Innovating for the Future with our New Decatur Lead-Free Brass Foundry
For 165 years, Mueller has led through innovation and today is no different. We’re excited to announce our new foundry producing high-performing C87850 lead-free brass waterworks products is up and running.
Protection from lead exposure and access to sustainable materials are important for water utilities to continue delivering clean safe drinking water, while also protecting installers. That’s why Mueller has made a significant investment in building our new lead-free brass foundry where products will be made from a more durable and environmentally friendly brass alloy.
We built our Decatur, Illinois foundry from the ground up to better meet customer needs by increasing our capacity and bolstering our ability to deliver scalable solutions. And it’s the largest of its kind in the world!
Protect your community from potential lead exposure with Mueller’s new C87850 lead-free brass alloy, providing an even stronger version of the products you already know and trust.
For more information on C87850 lead-free brass
Sentryx™ Platform Continues to Evolve with Customer Feedback
At Mueller, we are committed to the continuous discovery and improvement of the Sentryx user experience. One of the many benefits of a cloud-based platform is that we can continue to increase functionality and keep up to date with best practices and security. Here are some of the recent updates:
Security Improvements → Introduced role based access control to Sentryx Metering Users. This allows administrators to exercise finer control when assigning roles to users based on the actions each user should or would need to perform.
Metering Read Only
UI/UX Improvement → Introduced Remote Device Messaging Status bar on Sentryx Meter Page, which gives users quick insight on their in-progress remote messages [On Demand Reads & Remote Valve Control]. This bar also links to the Audit history table, if the user needs more details on these in-flight remote messages.
UI/UX Improvement → Introduction of multi-select using SHIFT Key on Sentryx Tables. In addition to the existing multi-select feature using checkboxes, users can now select multiple entries on the table by holding down the Shift key and clicking anywhere on a table entry. This enhancement allows users to quickly select a group of entries instead of selecting entries individually.
UI/UX Improvements → Additional filter are added to Notes on the Metering Alerts page. Alerts Notes are now filterable by “Empty” and “Not Empty”. Another improved user experience enhancement is the new shaded Note icon that indicates there is text in the note. The plain Note icon now only indicates an empty note. The new filtering feature affords users quicker insight into their Alerts’ Notes with the ability to see only Alerts that have written notes attached. The new shaded icon contrasted with the plain icon gives users an easy and accessible visual representation of the status of any Note.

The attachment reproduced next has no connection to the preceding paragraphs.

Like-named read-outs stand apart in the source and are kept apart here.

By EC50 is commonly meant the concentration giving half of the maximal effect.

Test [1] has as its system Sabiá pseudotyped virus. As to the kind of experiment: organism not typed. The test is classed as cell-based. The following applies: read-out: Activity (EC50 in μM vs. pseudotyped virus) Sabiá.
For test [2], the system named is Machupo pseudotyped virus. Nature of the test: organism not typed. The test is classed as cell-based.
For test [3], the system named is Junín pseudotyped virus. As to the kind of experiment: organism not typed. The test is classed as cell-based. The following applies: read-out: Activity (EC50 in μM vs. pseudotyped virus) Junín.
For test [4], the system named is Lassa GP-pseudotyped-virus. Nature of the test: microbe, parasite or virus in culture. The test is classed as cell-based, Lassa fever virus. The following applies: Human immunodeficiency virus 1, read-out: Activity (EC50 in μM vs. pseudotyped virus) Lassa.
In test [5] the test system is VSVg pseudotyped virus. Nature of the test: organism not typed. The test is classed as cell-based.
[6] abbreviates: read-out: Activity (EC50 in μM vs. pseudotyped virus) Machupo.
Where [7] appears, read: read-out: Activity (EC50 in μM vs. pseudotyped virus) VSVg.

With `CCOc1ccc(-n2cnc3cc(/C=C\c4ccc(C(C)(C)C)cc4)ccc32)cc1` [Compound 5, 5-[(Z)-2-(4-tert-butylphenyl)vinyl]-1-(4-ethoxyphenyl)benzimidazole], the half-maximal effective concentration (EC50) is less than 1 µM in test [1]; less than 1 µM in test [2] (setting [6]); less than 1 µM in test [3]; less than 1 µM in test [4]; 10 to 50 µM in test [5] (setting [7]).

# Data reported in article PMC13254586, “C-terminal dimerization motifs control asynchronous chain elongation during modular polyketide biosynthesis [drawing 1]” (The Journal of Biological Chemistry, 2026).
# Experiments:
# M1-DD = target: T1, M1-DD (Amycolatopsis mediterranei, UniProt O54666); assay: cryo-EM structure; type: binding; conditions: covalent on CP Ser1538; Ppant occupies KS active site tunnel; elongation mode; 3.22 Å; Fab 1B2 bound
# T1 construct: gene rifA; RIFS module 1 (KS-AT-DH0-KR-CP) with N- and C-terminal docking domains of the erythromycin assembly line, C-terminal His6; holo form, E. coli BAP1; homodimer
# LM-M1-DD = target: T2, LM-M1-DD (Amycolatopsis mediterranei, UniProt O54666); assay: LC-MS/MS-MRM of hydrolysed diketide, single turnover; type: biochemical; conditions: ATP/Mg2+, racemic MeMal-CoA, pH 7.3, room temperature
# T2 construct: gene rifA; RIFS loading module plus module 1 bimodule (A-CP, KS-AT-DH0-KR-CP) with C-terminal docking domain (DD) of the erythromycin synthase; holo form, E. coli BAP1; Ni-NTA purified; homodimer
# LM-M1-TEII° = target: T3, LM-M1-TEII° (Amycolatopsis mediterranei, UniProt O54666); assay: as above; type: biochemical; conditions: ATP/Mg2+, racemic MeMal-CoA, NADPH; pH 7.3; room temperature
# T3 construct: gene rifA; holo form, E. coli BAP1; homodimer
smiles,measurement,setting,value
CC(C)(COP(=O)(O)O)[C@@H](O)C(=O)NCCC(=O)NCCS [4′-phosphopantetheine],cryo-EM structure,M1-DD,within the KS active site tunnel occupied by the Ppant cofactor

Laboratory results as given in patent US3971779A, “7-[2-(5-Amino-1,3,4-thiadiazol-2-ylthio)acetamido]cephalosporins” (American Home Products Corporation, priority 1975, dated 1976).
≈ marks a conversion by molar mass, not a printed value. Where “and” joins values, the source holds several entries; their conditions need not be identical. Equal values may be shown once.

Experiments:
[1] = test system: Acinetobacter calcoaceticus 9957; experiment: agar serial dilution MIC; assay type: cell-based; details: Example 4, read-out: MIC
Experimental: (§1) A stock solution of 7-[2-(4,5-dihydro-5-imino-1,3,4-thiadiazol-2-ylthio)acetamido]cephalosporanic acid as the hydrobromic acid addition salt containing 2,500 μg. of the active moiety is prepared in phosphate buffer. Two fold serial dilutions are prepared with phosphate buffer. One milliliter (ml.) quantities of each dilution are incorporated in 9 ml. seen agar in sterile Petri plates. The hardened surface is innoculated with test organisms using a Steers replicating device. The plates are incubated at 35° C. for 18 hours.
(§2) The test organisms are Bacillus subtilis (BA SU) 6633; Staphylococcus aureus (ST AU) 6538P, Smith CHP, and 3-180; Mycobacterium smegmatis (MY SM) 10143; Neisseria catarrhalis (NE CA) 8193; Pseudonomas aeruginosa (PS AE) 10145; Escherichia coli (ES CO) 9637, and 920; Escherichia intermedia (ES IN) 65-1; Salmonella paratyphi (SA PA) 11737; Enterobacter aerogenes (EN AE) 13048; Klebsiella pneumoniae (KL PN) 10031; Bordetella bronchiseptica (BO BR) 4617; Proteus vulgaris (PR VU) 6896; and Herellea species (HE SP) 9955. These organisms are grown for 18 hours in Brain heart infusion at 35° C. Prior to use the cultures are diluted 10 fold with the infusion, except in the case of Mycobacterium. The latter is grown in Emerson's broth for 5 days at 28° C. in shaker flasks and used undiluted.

UI/UX Improvements →The content section(accordion) on the Meters details page (i.e., Alerts, Meter Information, and Billing Information) is set to Expand by default. This lets users quickly access necessary information about a meter without scrolling through & opening the desired accordions.
On the Insights page, the Alerts information is now divided into Unacknowledged Water Meter Alerts and Total Communication Alerts. This allows users to have a better understanding of the types of alerts and take the appropriate action.
For more information on Sentryx - One Platform. Simple Workflows. Powerful Insights. Click Here
Check out Echologics ePulse® Discovery™ and ePulse® Optimize™
ePulse Discovery condition assessment service determines the average remaining wall thickness of pipes across 60-200m and if required, ePulse Optimize condition assessment service gathers more granular data by finding the remaining wall thickness of pipe sections across 10-30m. This technology is designed to help utilities manage assets, optimize budgets, and increase sustainability through condition assessment of all pipe lengths to custom levels of data detail, without the need for digging up buried assets. Using ePulse technology, utilities can monitor, rehabilitate, or replace pipes based on actual measurements – not an estimate.
ePulse Discovery condition assessment service has supported utility asset management for over a decade with over 200 third-party validations of our results - 40 third-party validations for ePulse Optimize condition assessment service and growing. Managers can reveal accurate pipe condition information tailored to their requirements non-invasively, helping to create a more resilient, reliable, and efficient network using ePulse.
For more information on ePulse condition assessment service
Mueller Ships Singer® 900mm Pressure Reducing Valves to Malaysia Water Utility
This Pressure Reducing Valve (PRV) with an integral flow measurement device provides a two-in-one solution. It comes with a Single Point Insertion (SPI) electromagnetic meter to quantify the flow passing through the valve and reduce pressure accordingly. Having an integrated flow meter in the valve saves on the cost of installing a large electromagnetic meter and the footprint in the valve chamber. With the SPI meter installed on the upstream port of the PRV, only one chamber is required to house the PRV and flowmeter together.
To learn more about Singer PRVs
Water Utilities Can Better Manage Flow Fluctuations with Singer® Single Rolling Diaphragm Valves
A west coast utility recently changed all the pressure-reducing valves (PRVs) in its water distribution system. The five-year PRV upgrade was designed to address the fluctuations and ensure redundant pressure and flow control through SCADA automation. By moving to Singer® PRVs with redundant pressure control (PR-SM) and single rolling diaphragm (SRD) technology, the new system was designed to provide smooth, steady, and precise pressure control from maximum to virtually zero flow, without the need for low-flow bypass valves.